She said simply: extended, briefly visible, but cut off

"You heard us before?” by the Cyclopean groves a shad- —


owed universe of wondrous, god-
"I heard,” said Gosseyn.
like trees.
She expected no mercy. And she
A
hush lay over all, a silence so
received none. Almost pacifistic
non-Aristotelianism might be. But
intense that it was startling but —
not frightening. There was a
it taught the inner meaning of posi-
grandeur here, a peace tinequalcd
and, in its higher techniques,
tivities,
by anything in his experience.
trained individuals how to level off
Gosseyn drew a deep, slow, ex-
consciously on any plane of cer-
hilarated breath. The air was fresh,
tainty.
as if it had been recently washed
Such a leveling was called for
by an invigorating rain. It braced
now. There must be other people him, yet the day was beautifully
in the hospital. Any instant, the mild all the sweetness of a summer
:

woman might level off, herself, on afternoon tingled upon and through
the very natural defensive level of his body.
screaming for help. Impossible to tell whether it was
Gosseyn struck her hard on the afternoon. There was no sun. The
jaw. He caught her as she fell, and vast height of the sky was cut off
laid her on the bed. He put on the
by clouds that were almost hidden
man’s shorts and shoes, tore a sheet in a blue haze of distance.
into strips, and bound and gagged, Being a null-A, it was necessary
first the man, then the woman.
for him, within the limits "of the
In five minutes he was ready for human nervous system, to attempt
the next phase of his escape. an accurate visualization of the real-
ity of that sky. Gosseyn estimated
It was a hospital all right with an atmosphere twice as thick as
thirty beds, all empty. Downstairs Earth’s, a thousand miles or more of
were the living quarters, the labora- air —
the clouds of Venus that made
tory and the surgery, similarly the second planet the dazzling spec-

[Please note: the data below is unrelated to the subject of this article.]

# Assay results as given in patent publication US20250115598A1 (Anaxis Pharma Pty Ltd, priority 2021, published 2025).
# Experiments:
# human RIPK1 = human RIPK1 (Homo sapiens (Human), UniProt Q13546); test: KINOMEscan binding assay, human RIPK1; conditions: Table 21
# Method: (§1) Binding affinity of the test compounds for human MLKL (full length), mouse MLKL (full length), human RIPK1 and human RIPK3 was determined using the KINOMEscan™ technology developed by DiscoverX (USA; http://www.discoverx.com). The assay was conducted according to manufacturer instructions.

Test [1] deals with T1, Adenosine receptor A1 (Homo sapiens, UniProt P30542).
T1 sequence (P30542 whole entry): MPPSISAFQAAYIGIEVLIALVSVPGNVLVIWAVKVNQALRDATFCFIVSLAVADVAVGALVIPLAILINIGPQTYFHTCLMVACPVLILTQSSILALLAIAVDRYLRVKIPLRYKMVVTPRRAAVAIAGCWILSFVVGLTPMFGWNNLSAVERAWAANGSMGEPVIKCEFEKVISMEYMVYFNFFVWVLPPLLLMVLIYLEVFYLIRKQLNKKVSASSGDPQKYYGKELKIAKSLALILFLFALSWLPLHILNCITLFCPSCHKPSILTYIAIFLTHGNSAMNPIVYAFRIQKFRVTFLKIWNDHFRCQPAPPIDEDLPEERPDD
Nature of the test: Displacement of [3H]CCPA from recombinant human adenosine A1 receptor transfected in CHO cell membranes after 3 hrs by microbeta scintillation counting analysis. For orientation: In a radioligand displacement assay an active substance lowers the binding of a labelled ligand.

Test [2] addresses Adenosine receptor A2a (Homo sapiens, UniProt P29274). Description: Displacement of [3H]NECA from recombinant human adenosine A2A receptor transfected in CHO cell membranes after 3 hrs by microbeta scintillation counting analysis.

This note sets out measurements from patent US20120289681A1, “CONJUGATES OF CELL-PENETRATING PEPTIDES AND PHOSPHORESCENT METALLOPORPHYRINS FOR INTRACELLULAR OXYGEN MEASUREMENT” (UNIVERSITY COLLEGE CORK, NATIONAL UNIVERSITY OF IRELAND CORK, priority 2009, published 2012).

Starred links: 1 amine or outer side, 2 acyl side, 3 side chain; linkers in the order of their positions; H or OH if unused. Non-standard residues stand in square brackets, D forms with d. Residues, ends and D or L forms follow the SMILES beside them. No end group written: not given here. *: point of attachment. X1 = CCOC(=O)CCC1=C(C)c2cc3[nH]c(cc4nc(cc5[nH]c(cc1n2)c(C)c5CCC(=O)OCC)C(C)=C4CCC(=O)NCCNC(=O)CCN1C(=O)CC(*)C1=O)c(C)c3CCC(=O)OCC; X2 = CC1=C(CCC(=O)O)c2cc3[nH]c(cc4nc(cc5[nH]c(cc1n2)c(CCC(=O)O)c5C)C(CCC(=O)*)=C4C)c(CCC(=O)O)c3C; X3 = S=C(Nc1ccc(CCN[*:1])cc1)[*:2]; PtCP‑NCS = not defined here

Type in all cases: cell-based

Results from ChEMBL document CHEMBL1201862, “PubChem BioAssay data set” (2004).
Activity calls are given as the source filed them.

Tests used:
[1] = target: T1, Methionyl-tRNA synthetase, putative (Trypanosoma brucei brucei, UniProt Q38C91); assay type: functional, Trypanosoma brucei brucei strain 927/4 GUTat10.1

15« ASTOUNDING SCIBNCB-FICTION


;

taclc of Earth's night sky. in that depth, Gosseyn caught a


Thinking about it, he felt more gleam of water, and, shocked, re-
alive, excited. Felt himself in a membered the discolored river.
timeless world. He turned to stare at it. And
Gosseyn descended the stately now that he was looking for it, he
steps to a green velvety soil; and, could see the sharp tilt of the water.
turning, looked at the building. It No wonder it looked dark and ugly
stood alone in a natural-looking, gar- no wonder it was so silent in its
denlike setting. It was constructed course it was racing down a moun-
:

entirely of a shiny gray stone. Be- tainside with an oily velocity that
hind it, a hill rose steeply, as much long ago had worn a smooth bed.
as four hundred feet in places, a Somewhere farther along must be
long, wavy green ridge, thick with cataracts that would make Niagara
gigantic shrubs and flowering plants. tiny so far as height of fall was con-
Gosseyn walked briskly around cerned only thus could this swollen
;

the building; and, as he had half- river hope to get down so swiftly
expected, there was a series of stone to the deeper reaches of the great
steps leading up to the top of the valley, where its gleam was so faint-
hill. ly visible.
It took him about ten minutes to It was saddening to think that
climb the' four hundred feet to the he wouldn’t see those many water-
top, but the effort was worth it. falls. But there was little possi-
He looked down, down, down bility; his whole strength and pur-
into distance. Gray-blue haze of pose must be bent towards making
distance. The hill on which the an escape down the mountainside;
hospital was built was not really a and he couldn’t pause for scenic
hill at all, but a lower peak of a tours.
mountain, dipping down behind him The first hard worry struck at
past the hospital into a smaller val- Gosseyn. Escape Down that
!

ley before curving past the titan mountain! Where to?


trees towards the higher peaks He stared with a more calculating
beyond. intensity into the gulf of distance
Now that hewas four hundred below him. He could see where the
feet above the building, Gosseyn valley down there leveled off. For
could see the peaks. They rose several miles it seemed to be a flat

above the trees they were snow-


; plain ; and then the mists of remote-
capped; they must be miles higher ness closed in, and hid what lay